Just in time for the holidays, the Northwest Film Center has lined up enough gloomy film noir to keep you bummed out and paranoid until New Year's. There are well-known classics, like Howard Hawks' hardboiled The Big Sleep, based on Raymond Chandler's book and starring Humphrey Bogart, and John Huston's interlocking, oddly genteel The Asphalt Jungle. And there are obscurities, like cartoonist Allen Baron's Blast of Silence, whose voiceover and rhythms feel more like a comic book than a movie.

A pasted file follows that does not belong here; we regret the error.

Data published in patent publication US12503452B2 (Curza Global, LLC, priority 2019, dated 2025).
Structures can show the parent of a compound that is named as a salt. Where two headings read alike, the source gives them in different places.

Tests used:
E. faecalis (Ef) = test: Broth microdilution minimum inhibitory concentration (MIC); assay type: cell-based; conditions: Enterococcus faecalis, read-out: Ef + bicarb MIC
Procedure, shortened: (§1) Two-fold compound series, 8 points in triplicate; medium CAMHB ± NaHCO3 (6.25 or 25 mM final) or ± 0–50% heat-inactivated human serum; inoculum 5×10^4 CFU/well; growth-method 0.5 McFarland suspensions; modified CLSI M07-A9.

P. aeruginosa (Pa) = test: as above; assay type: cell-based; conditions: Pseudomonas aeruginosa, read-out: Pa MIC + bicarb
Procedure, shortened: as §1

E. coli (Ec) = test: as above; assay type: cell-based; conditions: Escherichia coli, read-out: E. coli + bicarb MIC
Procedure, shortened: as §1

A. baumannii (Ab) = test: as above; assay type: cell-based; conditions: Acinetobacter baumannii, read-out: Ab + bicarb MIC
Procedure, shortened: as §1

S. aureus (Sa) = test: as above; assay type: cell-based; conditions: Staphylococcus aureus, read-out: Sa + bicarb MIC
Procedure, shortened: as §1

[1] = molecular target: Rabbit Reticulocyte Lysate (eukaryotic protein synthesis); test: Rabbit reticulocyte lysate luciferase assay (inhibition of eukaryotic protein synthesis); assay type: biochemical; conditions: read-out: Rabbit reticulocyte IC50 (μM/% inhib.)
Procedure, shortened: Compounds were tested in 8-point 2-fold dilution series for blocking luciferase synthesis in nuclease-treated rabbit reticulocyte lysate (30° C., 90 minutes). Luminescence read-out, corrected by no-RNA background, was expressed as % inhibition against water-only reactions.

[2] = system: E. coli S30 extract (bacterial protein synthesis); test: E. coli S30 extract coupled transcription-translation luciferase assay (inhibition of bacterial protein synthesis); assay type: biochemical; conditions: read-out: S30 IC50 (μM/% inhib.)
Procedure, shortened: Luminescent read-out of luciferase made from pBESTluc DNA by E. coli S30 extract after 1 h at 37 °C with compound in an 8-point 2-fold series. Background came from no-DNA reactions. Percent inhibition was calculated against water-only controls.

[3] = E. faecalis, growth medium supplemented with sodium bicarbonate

The series also contains films that that show the breadth of the noir genre, or don't fit into it at all: Hitchcock's The Wrong Man is based on the true story of an unfairly imprisoned man (Henry Fonda), and it's perhaps the most serious movie the master of suspense ever made. The Night of the Hunter stars Robert Mitchum as a homicidal preacher chasing two kids; it's more a horror movie than film noir, and a strange, gothic, religious one. And Billy Wilder's perfect Sunset Boulevard is a tragically funny Hollywood satire. But noir or no, these films are nearly all worth seeing.